Events in Dubai and Cape Town earlier this month have whetted the appetite for what promises to be a blockbuster 2024 for rugby sevens.
The new-look HSBC SVNS 2024 got off to a thrilling start at The Sevens Stadium at the beginning of December as Australia’s women and South Africa’s men continued their dominance in the desert.
Australia then followed up their success in Dubai with a first title in Cape Town to maintain their 100 per cent start to the women’s series, while Argentina – beaten finalists seven days before – lifted the men’s Cup title at DHL Stadium to take an early lead in the standings.
The entertainment has been as good off the pitch as it has on it, as tens of thousands of fans flocked to the opening two rounds to sample top-class live music, DJs, food and drink as well as enthralling rugby sevens action.
And with six tournaments to play, starting in Perth next month and taking in stops in Vancouver, Los Angeles, Hong Kong, Singapore and Madrid, it leaves the race to be crowned HSBC SVNS 2024 champions finely poised.
Unlike in previous years, the identity of the overall men’s and women’s champions will not be known until the end of the final tournament in Madrid in June.
As part of the revamped competition, the top eight teams in each of the men’s and women’s standings following seven rounds will be split into two pools of four and compete in a grand final at the iconic Civitas Metropolitano Stadium, the winner of which will take the overall season crown.
Meanwhile, the teams ranked ninth to 12th in the standings will face a battle to retain their SVNS status as they compete in a separate eight-team tournament alongside the top four teams from the World Rugby Sevens Challenger Series 2024.
Four men’s and four women’s teams will confirm their places in SVNS 2025 through the tournaments, which consist of a pool stage and a round of play-off matches.
The race to qualify for Madrid via the Challenger Series will begin in Dubai on 12 January as 12 men’s and 12 women’s teams step onto the start line.
Montevideo, Uruguay will subsequently host the second round in March, while the men’s Challenger Series 2024 will conclude in Germany and the women’s in Poland in May.
Sevens set for Paris party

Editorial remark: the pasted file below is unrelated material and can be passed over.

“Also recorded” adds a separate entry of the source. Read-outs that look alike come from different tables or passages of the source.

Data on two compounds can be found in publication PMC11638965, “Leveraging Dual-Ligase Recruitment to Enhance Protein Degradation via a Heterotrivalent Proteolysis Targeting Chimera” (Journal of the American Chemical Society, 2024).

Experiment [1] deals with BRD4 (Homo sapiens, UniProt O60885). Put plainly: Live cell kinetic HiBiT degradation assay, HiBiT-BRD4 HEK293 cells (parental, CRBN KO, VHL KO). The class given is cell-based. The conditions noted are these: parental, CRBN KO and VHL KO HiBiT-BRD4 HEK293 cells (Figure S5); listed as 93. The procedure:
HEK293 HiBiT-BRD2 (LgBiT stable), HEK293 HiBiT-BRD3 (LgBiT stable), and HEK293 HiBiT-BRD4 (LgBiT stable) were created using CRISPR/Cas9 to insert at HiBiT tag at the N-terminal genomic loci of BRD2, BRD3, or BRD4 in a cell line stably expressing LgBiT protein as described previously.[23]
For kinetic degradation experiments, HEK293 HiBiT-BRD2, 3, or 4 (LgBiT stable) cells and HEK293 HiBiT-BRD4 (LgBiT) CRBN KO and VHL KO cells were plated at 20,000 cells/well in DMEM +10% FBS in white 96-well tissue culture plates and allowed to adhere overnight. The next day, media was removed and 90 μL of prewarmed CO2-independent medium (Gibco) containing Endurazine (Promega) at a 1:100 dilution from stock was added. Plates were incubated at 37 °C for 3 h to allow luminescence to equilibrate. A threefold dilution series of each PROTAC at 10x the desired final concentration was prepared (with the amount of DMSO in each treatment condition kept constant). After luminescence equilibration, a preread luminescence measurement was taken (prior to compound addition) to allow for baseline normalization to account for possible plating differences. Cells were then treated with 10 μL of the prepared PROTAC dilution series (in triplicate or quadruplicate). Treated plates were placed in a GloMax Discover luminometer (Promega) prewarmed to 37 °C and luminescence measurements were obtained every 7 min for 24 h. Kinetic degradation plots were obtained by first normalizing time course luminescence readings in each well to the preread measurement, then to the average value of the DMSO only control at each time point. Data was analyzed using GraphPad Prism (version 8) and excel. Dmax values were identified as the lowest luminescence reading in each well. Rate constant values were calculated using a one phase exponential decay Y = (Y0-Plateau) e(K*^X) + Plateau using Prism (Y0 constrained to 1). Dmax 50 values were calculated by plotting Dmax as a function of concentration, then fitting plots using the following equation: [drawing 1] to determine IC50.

Of course, SVNS is not the only show in town in 2024 and most of the 24 teams competing in the series will also have their eyes set on success at the Olympic Games Paris 2024 in July.
Eleven of the 12 teams in each of the men’s and women’s tournaments have already been decided through series and regional qualification.
However, there remains space for one men’s and one women’s team on the Stade de France pitch, with their identity set to be decided in Monaco between 21-23 June.
Rio 2016 bronze medallists, and Emirates Dubai 7s champions, South Africa will headline a strong 12-team men’s field at the World Rugby Sevens Repechage that also includes SVNS rivals Canada, Great Britain and Spain.
In the women’s repechage, China and Kenya each have previous Olympic experience, while Czechia qualified – beating SVNS side Spain along the way – in their first year in international sevens.
Whichever teams secure those precious final tickets to Paris 2024, the tournaments at Stade de France – the setting for two Men’s Rugby World Cup finals – promises to be another engaging advert for the shortened format.
The hosts will certainly fancy their chances of finishing with a medal in both the men’s and women’s tournaments, having proved to be consistent performers on the series in recent years.
French hopes of a men’s medal have also been boosted by Antoine Dupont’s decision to commit himself to the campaign from February, while test centurion Michael Hooper is bidding to win a place in the Australia squad.
"I will have to work a lot to be competitive in all the competitions," Dupont, who will be involved in SVNS 2024 in February and March before returning to Toulouse for the end of the 15s season, told the BBC last weekend.
"The last time (playing sevens) was under-18, I think, but it is the same sport and there are a lot of things similar.
"I will have to do my best. I have a lot of calls with the coach to try to learn some skills, and I will try to learn by watching the game.”
Australia won women’s gold at Rio 2016 and have started the season in fine form, ending reigning Olympic champions, the Black Ferns Sevens’ women’s record 41-match winning run to claim the Dubai title before holding off a French comeback in the Cape Town final.
Try-machine Maddison Levi has picked up where she left off in her record-breaking 2022 season and is hoping to help her country to a second Olympic gold medal.
"You can only peak once," Levi said. "We've had a bit of a trial peak and we'll go back to grinding hard and hopefully peak for the Olympics.
"We've just got to go back to the drawing board after two successful weekends.
"The hard work doesn't stop here."
The same could be said for every team and player currently training for SVNS, Olympic or Challenger Series glory in 2024.